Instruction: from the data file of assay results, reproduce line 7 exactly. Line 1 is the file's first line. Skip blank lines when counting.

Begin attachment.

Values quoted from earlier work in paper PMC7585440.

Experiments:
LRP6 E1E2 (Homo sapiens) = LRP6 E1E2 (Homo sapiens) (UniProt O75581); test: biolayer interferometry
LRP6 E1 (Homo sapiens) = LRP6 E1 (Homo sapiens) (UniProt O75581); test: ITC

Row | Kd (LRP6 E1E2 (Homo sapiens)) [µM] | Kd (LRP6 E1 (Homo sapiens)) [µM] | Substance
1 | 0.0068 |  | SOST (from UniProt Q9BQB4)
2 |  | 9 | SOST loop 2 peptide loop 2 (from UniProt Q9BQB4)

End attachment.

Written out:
2 |  | 9 | SOST loop 2 peptide loop 2 (from UniProt Q9BQB4)